Another way of understanding the above example is an allergic reaction to a healthy food. We see the input (food) and the output (the behavior, rash, illness, etc). However, we cannot see the process within the body that is taking place. We think to ourselves, “I ate healthy foods. Why am I sick?” Some people live a lifetime of eating healthy foods and yet suffer. There are children who spend years in a healthy education environment and yet continue to suffer. If we look this analogy and shift our thinking about educating children in the way they learn and process, we can drastically improve learning and make a positive difference.
Unidentified and unsupported dyslexia and related conditions can lead to emotional anguish, frustration, and poor self-esteem. In turn, this can result in learned helplessness, anxiety, and depression. Awareness and understanding will help us provide the intervention necessary for success and prevent the additional emotional disabilities (such as anxiety and depression) that we unknowingly create. If we deal with the underlying causes, which are usually undiagnosed specific learning difficulties, rather than the symptoms (behavioral issues) we can better help this population. We must also remember that these labels are important in order to get the accommodations and modifications that our children deserve and need. This provides understanding and self-acceptance for the person who may possess any of these difficulties, as well as those who work with that individual. We cannot induce positive change if we do not first acknowledge and then understand. My hope is that acknowledgment and understanding will propel action for progressive educational reform for the sake of these students.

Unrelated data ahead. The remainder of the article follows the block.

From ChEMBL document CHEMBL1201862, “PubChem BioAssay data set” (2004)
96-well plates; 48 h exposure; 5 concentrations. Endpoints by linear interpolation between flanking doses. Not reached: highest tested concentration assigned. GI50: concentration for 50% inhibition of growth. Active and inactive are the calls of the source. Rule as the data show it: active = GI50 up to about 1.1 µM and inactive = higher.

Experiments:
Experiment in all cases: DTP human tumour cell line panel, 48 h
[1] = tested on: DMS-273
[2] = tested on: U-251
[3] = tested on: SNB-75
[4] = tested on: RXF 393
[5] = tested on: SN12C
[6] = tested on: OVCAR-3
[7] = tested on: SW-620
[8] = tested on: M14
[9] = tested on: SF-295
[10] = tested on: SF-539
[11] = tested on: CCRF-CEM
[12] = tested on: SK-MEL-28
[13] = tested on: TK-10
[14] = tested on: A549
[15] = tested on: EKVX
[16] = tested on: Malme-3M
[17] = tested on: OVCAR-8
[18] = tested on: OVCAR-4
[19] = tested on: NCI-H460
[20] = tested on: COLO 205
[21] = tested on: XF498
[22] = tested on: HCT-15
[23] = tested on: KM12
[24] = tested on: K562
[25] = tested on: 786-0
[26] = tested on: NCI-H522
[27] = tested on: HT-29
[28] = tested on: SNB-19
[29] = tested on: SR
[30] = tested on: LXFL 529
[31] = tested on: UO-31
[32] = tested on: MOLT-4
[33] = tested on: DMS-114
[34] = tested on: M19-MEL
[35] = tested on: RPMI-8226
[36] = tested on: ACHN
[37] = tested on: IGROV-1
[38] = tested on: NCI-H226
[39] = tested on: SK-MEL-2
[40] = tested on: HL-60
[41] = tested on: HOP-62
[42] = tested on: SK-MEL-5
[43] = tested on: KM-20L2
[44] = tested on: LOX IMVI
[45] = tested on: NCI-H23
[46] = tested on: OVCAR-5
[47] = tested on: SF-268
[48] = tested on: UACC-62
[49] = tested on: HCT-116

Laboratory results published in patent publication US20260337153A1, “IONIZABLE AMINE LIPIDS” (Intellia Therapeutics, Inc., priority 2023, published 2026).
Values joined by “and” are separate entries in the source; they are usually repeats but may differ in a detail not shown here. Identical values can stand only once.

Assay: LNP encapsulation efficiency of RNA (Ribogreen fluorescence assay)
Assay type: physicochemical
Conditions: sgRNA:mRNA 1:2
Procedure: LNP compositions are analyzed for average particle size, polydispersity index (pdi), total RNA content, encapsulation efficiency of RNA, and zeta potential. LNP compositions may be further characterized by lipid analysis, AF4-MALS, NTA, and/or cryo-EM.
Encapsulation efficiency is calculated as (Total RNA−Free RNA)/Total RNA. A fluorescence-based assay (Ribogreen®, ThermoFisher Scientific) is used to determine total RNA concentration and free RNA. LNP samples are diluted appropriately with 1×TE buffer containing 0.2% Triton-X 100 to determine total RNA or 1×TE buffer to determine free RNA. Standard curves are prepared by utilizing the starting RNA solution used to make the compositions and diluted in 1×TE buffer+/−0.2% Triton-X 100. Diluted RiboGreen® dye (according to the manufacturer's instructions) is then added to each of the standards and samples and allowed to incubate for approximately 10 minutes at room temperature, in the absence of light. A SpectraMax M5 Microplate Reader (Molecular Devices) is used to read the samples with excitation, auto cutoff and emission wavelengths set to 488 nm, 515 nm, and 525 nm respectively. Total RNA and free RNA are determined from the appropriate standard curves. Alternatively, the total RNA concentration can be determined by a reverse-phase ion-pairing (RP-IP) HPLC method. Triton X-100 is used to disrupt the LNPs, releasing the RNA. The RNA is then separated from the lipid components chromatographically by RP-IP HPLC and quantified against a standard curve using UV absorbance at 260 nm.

For a more in-depth understanding of co-existing disorders of dyslexia, please join the Orton Gillingham Online Academy for our webinar: “Co-existing Conditions of Dyslexia.” We are anticipating a launch date for sometime in May, 2018.
This webinar will:
- Provide an understanding of Specific Learning Disabilities and criteria for diagnosis
- Define of each coexisting condition listed above
- Provide characteristics of each coexisting condition
- Investigate the steps to take if we suspect an overlapping condition
- Provide “user-friendly checklists” that can help within the classroom setting
- ADHD and Dyslexia. Retrieved from https://dyslexiaida.org/adhd-and-dyslexia/
- Coexisting problem behavior in severe dyslexia. (December 2011). Retrieved from https://onlinelibrary.wiley.com/doi/pdf/10.1111/j.1471-3802.2010.01190.x
- Related Disorders of a Learning Disability: What You Should Know. Retrieved from https://ldaamerica.org/what-you-should-know-about-related-disorders-of-learning-disability/
- Rosemary Tannock, Ph.D.DSM-5 Changes in Diagnostic Criteria for Specific Learning Disabilities. What are the Implications? Retrieved from https://dyslexiaida.org/dsm-5-changes-in-diagnostic-criteria-for-specific-learning-disabilities-sld1-what-are-the-implications/
- Types of Learning Disabilities. Retrieved from https://ldaamerica.org/types-of-learning-disabilities/
- What is a Specific Learning Disorder? Retrieved from https://www.psychiatry.org/patients-families/specific-learning-disorder/what-is-specific-learning-disorder
OGOA Blog writer, Marcy McIver has a Bachelor of Education in Special Education and a MSc in Brain Based Learning. She has been teaching for 15 years and has spent the last three years providing remedial intervention to children with dyslexia. She is passionate about helping students with various learning differences and how to better support this population using cognitive neuroscience to maximize motivation and learning.